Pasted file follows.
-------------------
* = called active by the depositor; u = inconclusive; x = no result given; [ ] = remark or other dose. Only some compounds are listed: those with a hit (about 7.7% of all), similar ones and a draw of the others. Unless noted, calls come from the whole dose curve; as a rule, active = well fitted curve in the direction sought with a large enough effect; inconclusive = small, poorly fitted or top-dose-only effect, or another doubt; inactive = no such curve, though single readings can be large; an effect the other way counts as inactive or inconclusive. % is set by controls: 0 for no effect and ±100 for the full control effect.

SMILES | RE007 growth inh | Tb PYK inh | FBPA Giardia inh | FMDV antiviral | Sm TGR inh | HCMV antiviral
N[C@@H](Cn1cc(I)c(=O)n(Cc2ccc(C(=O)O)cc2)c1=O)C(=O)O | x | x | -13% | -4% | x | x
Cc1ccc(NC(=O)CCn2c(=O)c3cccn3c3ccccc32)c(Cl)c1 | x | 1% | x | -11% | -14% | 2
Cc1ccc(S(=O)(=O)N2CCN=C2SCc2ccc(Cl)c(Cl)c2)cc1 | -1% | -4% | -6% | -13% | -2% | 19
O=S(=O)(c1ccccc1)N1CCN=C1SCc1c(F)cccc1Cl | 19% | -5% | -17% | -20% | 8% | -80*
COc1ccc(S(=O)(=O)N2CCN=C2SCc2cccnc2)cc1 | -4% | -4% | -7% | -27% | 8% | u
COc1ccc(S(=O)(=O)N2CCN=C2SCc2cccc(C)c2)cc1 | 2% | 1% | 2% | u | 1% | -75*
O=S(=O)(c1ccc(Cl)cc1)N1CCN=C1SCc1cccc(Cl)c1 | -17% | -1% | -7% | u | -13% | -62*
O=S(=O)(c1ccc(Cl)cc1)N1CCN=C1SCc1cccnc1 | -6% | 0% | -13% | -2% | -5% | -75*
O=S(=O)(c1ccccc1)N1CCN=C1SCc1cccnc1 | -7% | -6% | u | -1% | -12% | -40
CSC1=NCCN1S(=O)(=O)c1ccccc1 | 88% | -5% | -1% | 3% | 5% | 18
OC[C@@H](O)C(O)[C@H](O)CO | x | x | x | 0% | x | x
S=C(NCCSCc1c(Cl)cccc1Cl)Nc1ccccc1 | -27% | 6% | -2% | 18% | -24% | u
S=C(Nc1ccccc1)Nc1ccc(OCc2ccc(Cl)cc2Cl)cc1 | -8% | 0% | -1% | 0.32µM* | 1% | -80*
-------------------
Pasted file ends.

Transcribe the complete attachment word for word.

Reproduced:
* = called active by the depositor; u = inconclusive; x = no result given; [ ] = remark or other dose. Only some compounds are listed: those with a hit (about 7.7% of all), similar ones and a draw of the others. Unless noted, calls come from the whole dose curve; as a rule, active = well fitted curve in the direction sought with a large enough effect; inconclusive = small, poorly fitted or top-dose-only effect, or another doubt; inactive = no such curve, though single readings can be large; an effect the other way counts as inactive or inconclusive. % is set by controls: 0 for no effect and ±100 for the full control effect.

SMILES | RE007 growth inh | Tb PYK inh | FBPA Giardia inh | FMDV antiviral | Sm TGR inh | HCMV antiviral
N[C@@H](Cn1cc(I)c(=O)n(Cc2ccc(C(=O)O)cc2)c1=O)C(=O)O | x | x | -13% | -4% | x | x
Cc1ccc(NC(=O)CCn2c(=O)c3cccn3c3ccccc32)c(Cl)c1 | x | 1% | x | -11% | -14% | 2
Cc1ccc(S(=O)(=O)N2CCN=C2SCc2ccc(Cl)c(Cl)c2)cc1 | -1% | -4% | -6% | -13% | -2% | 19
O=S(=O)(c1ccccc1)N1CCN=C1SCc1c(F)cccc1Cl | 19% | -5% | -17% | -20% | 8% | -80*
COc1ccc(S(=O)(=O)N2CCN=C2SCc2cccnc2)cc1 | -4% | -4% | -7% | -27% | 8% | u
COc1ccc(S(=O)(=O)N2CCN=C2SCc2cccc(C)c2)cc1 | 2% | 1% | 2% | u | 1% | -75*
O=S(=O)(c1ccc(Cl)cc1)N1CCN=C1SCc1cccc(Cl)c1 | -17% | -1% | -7% | u | -13% | -62*
O=S(=O)(c1ccc(Cl)cc1)N1CCN=C1SCc1cccnc1 | -6% | 0% | -13% | -2% | -5% | -75*
O=S(=O)(c1ccccc1)N1CCN=C1SCc1cccnc1 | -7% | -6% | u | -1% | -12% | -40
CSC1=NCCN1S(=O)(=O)c1ccccc1 | 88% | -5% | -1% | 3% | 5% | 18
OC[C@@H](O)C(O)[C@H](O)CO | x | x | x | 0% | x | x
S=C(NCCSCc1c(Cl)cccc1Cl)Nc1ccccc1 | -27% | 6% | -2% | 18% | -24% | u
S=C(Nc1ccccc1)Nc1ccc(OCc2ccc(Cl)cc2Cl)cc1 | -8% | 0% | -1% | 0.32µM* | 1% | -80*